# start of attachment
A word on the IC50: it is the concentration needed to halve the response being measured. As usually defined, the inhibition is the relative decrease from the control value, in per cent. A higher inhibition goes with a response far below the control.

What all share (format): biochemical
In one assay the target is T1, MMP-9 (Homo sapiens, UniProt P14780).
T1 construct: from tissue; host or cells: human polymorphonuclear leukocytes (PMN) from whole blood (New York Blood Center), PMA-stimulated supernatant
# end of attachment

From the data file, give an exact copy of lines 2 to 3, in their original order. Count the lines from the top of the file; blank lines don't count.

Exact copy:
What all share (format): biochemical
In one assay the target is T1, MMP-9 (Homo sapiens, UniProt P14780).